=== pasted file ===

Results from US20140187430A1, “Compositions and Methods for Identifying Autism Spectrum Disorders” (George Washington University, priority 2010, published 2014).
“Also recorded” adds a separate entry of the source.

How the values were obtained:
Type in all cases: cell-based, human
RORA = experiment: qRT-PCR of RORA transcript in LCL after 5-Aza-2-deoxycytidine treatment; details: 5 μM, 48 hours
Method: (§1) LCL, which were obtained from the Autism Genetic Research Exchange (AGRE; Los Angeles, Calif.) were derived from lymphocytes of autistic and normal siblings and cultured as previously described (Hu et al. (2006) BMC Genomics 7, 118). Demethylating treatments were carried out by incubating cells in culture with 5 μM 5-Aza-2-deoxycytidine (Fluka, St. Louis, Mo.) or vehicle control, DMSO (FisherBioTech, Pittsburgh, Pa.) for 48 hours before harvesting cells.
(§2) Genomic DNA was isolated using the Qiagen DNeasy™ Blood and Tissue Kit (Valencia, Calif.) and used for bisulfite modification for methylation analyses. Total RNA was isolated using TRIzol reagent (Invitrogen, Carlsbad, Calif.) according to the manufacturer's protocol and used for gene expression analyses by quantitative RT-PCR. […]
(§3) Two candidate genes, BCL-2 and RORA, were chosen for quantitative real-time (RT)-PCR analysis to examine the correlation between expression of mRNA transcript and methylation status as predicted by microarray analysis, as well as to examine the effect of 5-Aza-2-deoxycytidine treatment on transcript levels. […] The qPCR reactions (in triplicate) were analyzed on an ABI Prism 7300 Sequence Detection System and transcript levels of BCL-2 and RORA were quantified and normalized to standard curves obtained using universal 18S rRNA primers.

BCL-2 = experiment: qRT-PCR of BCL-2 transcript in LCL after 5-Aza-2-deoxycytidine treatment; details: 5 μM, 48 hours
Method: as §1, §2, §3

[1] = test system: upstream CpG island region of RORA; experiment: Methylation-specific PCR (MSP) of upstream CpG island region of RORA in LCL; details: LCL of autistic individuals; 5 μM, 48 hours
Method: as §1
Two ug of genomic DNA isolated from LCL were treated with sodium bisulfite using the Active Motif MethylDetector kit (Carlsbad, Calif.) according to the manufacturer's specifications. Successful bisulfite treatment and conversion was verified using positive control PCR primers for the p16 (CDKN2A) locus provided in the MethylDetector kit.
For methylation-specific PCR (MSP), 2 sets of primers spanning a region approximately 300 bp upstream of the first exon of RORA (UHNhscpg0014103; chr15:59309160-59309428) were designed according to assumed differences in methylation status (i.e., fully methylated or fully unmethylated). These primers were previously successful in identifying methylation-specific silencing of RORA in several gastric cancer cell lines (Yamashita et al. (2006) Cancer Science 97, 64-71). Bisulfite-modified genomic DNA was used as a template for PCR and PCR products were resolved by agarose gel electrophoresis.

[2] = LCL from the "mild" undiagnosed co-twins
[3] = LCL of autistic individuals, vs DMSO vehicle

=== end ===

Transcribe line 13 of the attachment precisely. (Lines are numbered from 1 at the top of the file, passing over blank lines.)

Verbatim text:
Two ug of genomic DNA isolated from LCL were treated with sodium bisulfite using the Active Motif MethylDetector kit (Carlsbad, Calif.) according to the manufacturer's specifications. Successful bisulfite treatment and conversion was verified using positive control PCR primers for the p16 (CDKN2A) locus provided in the MethylDetector kit.